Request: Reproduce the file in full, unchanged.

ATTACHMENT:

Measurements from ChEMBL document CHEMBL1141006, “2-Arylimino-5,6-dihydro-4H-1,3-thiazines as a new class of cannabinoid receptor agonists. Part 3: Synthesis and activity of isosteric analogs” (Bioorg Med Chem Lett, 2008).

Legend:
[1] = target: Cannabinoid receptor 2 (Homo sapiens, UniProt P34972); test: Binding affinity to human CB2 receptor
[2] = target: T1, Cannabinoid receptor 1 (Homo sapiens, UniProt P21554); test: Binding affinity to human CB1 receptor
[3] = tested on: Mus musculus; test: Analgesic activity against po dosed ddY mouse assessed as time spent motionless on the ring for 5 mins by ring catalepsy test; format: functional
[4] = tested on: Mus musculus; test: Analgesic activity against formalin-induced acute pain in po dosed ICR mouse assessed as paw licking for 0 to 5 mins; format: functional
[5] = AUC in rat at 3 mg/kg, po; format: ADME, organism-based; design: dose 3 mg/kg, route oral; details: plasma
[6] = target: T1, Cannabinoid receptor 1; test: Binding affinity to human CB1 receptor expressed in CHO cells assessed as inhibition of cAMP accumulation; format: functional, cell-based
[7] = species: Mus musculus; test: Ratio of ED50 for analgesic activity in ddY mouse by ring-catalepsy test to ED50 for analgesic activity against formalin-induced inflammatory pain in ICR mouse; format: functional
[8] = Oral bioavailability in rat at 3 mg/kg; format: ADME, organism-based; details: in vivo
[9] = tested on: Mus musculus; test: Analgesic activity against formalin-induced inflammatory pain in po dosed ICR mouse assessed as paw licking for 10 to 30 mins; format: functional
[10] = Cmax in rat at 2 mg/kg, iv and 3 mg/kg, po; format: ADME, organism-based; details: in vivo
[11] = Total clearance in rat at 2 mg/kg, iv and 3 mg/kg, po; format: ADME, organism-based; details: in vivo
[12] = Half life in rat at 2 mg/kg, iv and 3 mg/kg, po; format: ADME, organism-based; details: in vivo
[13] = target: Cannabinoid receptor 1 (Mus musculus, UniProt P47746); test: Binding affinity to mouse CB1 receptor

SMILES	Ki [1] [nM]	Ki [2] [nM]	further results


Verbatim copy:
Measurements from ChEMBL document CHEMBL1141006, “2-Arylimino-5,6-dihydro-4H-1,3-thiazines as a new class of cannabinoid receptor agonists. Part 3: Synthesis and activity of isosteric analogs” (Bioorg Med Chem Lett, 2008).

Legend:
[1] = target: Cannabinoid receptor 2 (Homo sapiens, UniProt P34972); test: Binding affinity to human CB2 receptor
[2] = target: T1, Cannabinoid receptor 1 (Homo sapiens, UniProt P21554); test: Binding affinity to human CB1 receptor
[3] = tested on: Mus musculus; test: Analgesic activity against po dosed ddY mouse assessed as time spent motionless on the ring for 5 mins by ring catalepsy test; format: functional
[4] = tested on: Mus musculus; test: Analgesic activity against formalin-induced acute pain in po dosed ICR mouse assessed as paw licking for 0 to 5 mins; format: functional
[5] = AUC in rat at 3 mg/kg, po; format: ADME, organism-based; design: dose 3 mg/kg, route oral; details: plasma
[6] = target: T1, Cannabinoid receptor 1; test: Binding affinity to human CB1 receptor expressed in CHO cells assessed as inhibition of cAMP accumulation; format: functional, cell-based
[7] = species: Mus musculus; test: Ratio of ED50 for analgesic activity in ddY mouse by ring-catalepsy test to ED50 for analgesic activity against formalin-induced inflammatory pain in ICR mouse; format: functional
[8] = Oral bioavailability in rat at 3 mg/kg; format: ADME, organism-based; details: in vivo
[9] = tested on: Mus musculus; test: Analgesic activity against formalin-induced inflammatory pain in po dosed ICR mouse assessed as paw licking for 10 to 30 mins; format: functional
[10] = Cmax in rat at 2 mg/kg, iv and 3 mg/kg, po; format: ADME, organism-based; details: in vivo
[11] = Total clearance in rat at 2 mg/kg, iv and 3 mg/kg, po; format: ADME, organism-based; details: in vivo
[12] = Half life in rat at 2 mg/kg, iv and 3 mg/kg, po; format: ADME, organism-based; details: in vivo
[13] = target: Cannabinoid receptor 1 (Mus musculus, UniProt P47746); test: Binding affinity to mouse CB1 receptor

SMILES	Ki [1] [nM]	Ki [2] [nM]	further results